How does the Skin function

About the skin

To understand the benefits of using natural skin care we need to understand how the skin functions and the factors that have an impact on it such as the environment, diet, stress etc, the skin has the following primary functions:

• Provides a protective layer for organs and tissues from pathogens (where skin is not broken) as well as heat and light.

• Regulates body temperature.

• It is an excretory and absorption organ.

• Stores water, fat and Vitamin D.

• Has touch receptors (nerve endings) that sense pain or pleasure. So the skin is often described as the organ of communication.

• The skin has a natural moisturising factor (NMF).

Some interesting facts:

• Time taken for the deepest layer to come to the top is 45-75 days.

• Thickness of layers varies – the thickest is on your hands and feet for (gripping) The thinnest layer is on your eyelids, as it needs to be light and flexible.

Skin cycles as we age

• Teen skin is prone to oiliness as hormones are regulating.

• 20-30 skin cell turnover provides optimum condition.

• 30-40 cell turnover starts to decrease, fine lines start to appear.

• 40-50 NMF is becoming less effective and skin becomes drier.

• 50+ – cell turnover drops by 50% resulting in flaky patches and deeper lines.

Skin structure The skin is the largest organ of the body and is made up of 3 main layers: • Epidermis top layer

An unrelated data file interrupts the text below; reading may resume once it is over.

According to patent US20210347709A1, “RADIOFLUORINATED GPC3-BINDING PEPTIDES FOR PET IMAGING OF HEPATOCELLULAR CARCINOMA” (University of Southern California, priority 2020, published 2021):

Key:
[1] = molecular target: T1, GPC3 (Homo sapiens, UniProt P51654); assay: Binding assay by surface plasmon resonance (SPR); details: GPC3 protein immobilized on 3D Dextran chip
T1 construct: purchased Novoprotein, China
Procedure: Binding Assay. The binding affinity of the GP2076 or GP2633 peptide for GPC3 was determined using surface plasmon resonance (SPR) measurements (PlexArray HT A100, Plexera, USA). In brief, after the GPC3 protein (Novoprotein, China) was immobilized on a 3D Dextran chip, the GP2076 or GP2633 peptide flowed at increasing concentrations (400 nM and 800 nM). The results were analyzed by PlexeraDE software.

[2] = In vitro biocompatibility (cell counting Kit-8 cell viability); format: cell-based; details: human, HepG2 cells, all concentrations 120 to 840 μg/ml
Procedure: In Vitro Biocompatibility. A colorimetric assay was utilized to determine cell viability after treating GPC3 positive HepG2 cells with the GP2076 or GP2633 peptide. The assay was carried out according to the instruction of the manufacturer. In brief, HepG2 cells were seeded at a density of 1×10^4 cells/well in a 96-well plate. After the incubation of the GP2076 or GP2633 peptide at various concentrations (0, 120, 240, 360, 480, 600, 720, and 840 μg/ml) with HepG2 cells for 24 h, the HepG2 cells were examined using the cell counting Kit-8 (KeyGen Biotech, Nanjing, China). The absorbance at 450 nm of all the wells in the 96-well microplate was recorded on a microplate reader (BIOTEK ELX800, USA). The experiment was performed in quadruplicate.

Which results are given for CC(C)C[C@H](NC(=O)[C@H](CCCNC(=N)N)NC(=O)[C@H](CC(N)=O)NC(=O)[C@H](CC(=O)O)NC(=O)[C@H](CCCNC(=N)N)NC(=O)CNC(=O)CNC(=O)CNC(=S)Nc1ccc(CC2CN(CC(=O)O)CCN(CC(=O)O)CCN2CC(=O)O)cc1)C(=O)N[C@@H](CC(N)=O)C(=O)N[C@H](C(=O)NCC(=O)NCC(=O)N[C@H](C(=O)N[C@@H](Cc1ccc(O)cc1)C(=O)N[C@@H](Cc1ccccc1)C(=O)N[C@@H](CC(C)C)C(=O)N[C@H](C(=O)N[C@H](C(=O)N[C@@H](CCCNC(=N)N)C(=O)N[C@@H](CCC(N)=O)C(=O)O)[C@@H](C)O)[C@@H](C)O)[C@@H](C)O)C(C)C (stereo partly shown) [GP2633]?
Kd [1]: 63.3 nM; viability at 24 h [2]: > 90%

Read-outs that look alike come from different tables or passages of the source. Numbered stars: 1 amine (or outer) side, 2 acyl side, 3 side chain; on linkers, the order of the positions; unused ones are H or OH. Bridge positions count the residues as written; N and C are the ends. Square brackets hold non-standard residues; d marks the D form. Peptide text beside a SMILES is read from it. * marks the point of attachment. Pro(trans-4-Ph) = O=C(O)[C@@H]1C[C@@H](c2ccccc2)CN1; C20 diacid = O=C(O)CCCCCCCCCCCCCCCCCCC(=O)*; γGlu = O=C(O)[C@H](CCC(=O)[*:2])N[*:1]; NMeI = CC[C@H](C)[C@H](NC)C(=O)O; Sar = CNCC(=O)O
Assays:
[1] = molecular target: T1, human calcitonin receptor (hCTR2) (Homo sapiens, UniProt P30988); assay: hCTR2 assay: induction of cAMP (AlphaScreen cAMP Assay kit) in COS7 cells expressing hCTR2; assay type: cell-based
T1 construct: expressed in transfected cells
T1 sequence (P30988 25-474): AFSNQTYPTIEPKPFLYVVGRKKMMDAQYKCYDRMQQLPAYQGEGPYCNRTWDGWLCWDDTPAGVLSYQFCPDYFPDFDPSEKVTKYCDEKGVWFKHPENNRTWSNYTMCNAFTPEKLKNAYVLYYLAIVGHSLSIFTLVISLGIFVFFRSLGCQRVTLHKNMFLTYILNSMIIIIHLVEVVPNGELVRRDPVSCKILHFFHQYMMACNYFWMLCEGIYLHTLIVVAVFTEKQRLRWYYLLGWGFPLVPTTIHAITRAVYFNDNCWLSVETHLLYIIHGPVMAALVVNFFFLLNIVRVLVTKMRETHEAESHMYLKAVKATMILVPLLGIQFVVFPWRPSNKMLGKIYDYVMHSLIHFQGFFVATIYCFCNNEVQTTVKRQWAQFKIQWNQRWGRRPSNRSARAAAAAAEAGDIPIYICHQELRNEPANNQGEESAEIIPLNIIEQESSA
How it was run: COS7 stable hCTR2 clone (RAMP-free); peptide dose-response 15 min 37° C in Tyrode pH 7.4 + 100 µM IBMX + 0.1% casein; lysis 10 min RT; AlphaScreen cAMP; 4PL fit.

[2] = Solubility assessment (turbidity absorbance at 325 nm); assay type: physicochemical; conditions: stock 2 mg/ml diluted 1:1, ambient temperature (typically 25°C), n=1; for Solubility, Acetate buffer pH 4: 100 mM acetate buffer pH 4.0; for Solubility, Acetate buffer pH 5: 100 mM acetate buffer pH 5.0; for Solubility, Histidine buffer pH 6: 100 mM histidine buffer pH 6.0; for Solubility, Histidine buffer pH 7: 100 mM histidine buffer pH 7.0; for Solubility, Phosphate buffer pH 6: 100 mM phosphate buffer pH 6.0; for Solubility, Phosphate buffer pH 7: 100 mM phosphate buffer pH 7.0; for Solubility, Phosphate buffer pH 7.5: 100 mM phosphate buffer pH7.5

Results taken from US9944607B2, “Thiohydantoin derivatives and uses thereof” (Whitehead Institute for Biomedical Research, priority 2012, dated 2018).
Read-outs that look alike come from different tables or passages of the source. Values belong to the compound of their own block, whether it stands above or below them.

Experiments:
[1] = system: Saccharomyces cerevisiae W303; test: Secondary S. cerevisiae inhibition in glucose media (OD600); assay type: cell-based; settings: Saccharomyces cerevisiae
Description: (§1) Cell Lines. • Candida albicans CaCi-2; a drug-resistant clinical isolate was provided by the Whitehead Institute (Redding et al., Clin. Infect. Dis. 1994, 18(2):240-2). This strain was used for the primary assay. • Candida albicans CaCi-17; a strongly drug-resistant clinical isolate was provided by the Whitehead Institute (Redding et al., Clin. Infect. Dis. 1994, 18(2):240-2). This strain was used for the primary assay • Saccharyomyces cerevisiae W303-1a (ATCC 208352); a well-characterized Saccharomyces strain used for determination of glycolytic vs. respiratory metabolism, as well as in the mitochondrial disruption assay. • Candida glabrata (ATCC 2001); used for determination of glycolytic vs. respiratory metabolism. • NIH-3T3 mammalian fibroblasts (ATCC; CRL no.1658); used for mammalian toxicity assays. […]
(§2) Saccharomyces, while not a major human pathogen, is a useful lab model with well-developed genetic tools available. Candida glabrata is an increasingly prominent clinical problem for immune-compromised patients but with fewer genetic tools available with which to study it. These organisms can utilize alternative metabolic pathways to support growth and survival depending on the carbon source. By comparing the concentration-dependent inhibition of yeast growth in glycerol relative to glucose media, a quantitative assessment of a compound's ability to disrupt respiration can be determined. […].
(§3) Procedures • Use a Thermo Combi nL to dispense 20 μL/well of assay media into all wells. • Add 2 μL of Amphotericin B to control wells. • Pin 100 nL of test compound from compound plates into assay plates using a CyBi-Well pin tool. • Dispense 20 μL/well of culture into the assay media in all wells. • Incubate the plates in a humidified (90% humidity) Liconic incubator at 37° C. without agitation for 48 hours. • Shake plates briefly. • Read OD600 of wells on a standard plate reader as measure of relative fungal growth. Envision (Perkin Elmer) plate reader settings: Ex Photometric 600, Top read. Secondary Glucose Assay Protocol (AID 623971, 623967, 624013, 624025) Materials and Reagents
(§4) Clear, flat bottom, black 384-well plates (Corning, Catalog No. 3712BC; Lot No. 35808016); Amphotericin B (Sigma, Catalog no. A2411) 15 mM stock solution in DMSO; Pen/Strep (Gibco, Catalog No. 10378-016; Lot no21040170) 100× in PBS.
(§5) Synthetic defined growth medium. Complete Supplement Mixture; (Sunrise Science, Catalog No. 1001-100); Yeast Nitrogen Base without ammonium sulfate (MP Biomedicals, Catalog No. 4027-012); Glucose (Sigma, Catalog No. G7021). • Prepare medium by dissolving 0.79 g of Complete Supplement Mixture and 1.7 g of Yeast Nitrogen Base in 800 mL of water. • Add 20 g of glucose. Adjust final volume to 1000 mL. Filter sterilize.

• Dermis middle layer

• Subcutaneous or hypodermis bottom layer

Epidermis The epidermis is made up of 5 layers and each of these layers has their own layers. From the top layer downwards:

• Stratum Corneum – horny layer

• Stratum lucidum – clear layer

• Stratum granulosum – granular layer – flatter cells accumulate granules

• Stratum spinosum – spiny layer – prickle cell, melanin production (gives skin pigment/colour)

• Stratum Germinativum – basal Layer- where the cells divide and grow upwards

Dermis The dermis is the middle layer made up of:

• Blood vessels – supply nutrients to the skin

• Lymph vessels – defence mechanism for the immune system

• Hair follicles – protection and sebum production

• Sweat glands – regulators of heat

• Pain and touch receptors – carry impulses to the brain

• Subcutis These are fat cells that conserve body heat while protecting other organs from injury. They provide a cushioning effect and are a source of energy in lean times. Layers are held together by the protein, collagen and elastin fibres. Collagen is the strongest protein found in nature. It is famous for its durability and strength.